Yesterday was a stressful day in Australia if one needed to purchase toilet paper. Thanks to the threat of the novel coronavirus (COVID-19), people around the country started panic buying products after the prime minister, Scott Morrison, revealed that the disease was close to being updated to pandemic status. However, the need for toilet paper outstripped supply as people rushed to stock up on the item in fear of being quarantined at some point in the future.
According to ABC Australia, the majority of supermarkets in Australia yesterday were completely out of stock for toilet paper. During the day, social media was filled with people talking about the shortage. Some were worried they would run out -- or complaining that they had none left. Others were smug in the knowledge that they had secured enough to see them through the crisis.
During conversations, many people mentioned one particular "fact" regarding where toilet paper in Australia comes from. There is a belief that the majority of this product comes from China. As a result of this, people were buying up quickly, worried that importing the essential item would be restricted on account of the coronavirus. Some people even stated that there was plenty of toilet paper but it was being held in quarantine at the docks and would be there for another two weeks in fear that the disease would be transmitted via the product to Australians.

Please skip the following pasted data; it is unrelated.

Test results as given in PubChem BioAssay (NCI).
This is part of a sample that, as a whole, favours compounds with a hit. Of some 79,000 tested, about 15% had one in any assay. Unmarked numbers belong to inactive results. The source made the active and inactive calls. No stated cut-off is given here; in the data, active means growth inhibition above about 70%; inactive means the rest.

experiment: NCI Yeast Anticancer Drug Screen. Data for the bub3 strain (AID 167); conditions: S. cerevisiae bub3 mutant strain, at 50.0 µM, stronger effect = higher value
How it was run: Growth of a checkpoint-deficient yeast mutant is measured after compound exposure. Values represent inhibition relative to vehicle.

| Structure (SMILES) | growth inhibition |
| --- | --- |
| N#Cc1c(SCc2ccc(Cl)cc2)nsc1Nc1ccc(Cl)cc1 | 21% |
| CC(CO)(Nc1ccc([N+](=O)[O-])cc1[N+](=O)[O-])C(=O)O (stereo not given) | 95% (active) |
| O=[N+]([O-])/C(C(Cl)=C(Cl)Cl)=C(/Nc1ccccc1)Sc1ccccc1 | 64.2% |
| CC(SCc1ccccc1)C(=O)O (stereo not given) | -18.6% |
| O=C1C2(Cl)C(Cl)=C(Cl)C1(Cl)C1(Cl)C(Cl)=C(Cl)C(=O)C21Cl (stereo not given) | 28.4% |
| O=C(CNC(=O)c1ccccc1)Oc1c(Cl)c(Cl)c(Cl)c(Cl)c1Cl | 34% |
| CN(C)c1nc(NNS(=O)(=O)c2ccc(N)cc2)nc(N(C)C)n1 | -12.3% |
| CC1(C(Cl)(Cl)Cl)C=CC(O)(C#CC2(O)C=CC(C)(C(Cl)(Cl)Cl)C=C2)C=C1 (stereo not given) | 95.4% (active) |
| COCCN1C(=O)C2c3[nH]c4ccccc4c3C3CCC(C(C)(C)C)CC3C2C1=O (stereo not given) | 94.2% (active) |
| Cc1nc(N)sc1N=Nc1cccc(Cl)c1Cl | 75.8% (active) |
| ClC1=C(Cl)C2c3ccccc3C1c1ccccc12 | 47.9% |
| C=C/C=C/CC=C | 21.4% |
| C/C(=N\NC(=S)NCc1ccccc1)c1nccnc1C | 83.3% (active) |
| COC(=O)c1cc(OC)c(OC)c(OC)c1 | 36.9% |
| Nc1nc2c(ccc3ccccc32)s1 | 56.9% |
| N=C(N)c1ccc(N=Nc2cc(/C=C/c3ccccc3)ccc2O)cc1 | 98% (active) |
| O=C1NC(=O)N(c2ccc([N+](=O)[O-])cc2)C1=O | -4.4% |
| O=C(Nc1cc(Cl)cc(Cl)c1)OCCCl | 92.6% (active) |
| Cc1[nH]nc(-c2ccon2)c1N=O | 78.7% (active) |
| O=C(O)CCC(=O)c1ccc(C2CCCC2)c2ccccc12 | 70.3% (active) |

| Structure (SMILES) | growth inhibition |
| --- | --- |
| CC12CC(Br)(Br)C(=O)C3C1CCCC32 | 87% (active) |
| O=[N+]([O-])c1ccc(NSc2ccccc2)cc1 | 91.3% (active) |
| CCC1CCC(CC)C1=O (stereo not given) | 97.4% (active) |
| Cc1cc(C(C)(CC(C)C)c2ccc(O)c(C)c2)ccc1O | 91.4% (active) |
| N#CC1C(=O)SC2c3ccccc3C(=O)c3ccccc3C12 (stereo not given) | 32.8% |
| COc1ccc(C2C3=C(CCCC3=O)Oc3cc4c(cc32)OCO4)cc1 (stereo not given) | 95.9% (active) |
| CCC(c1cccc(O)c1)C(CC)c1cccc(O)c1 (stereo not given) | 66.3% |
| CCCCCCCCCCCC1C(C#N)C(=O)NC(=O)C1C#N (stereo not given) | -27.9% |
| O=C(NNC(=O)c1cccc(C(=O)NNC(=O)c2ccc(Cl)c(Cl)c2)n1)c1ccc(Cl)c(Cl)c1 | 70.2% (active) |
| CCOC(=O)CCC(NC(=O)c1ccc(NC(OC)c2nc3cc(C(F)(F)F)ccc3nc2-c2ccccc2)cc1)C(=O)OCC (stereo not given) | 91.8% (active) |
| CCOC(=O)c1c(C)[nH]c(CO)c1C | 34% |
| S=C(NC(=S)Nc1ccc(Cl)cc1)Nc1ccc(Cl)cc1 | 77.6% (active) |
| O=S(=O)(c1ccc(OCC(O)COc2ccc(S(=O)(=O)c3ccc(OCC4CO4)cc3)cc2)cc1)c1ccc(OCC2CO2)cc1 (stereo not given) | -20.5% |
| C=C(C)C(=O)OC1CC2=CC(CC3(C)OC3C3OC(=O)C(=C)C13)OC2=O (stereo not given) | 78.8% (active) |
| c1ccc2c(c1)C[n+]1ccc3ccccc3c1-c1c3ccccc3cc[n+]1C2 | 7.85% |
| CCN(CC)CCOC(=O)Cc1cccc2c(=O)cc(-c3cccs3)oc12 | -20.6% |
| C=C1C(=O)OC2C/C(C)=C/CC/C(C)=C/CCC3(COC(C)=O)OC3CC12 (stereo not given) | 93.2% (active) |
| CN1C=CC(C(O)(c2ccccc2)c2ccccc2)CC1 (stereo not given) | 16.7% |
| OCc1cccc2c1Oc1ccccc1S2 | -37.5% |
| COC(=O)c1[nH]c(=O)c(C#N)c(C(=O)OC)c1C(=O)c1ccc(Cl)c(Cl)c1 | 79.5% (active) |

This is simply not the case, however.
As News.com.au points out, 60 percent of toilet paper available in Australia is actually made locally. Kimberly-Clark, who manufactures Kleenex, issued the following statement.
"Kleenex toilet paper for Australia and New Zealand is made at our mill in South Australia so while we are seeing increased demand by consumers, we have sufficient supply."
The remaining 40 percent of toilet paper is imported from China. Disruptions caused by the coronavirus have actually interrupted the chain of supply there, creating shortages. However, local industries insist that they will be able to keep up with the demand for the vital product.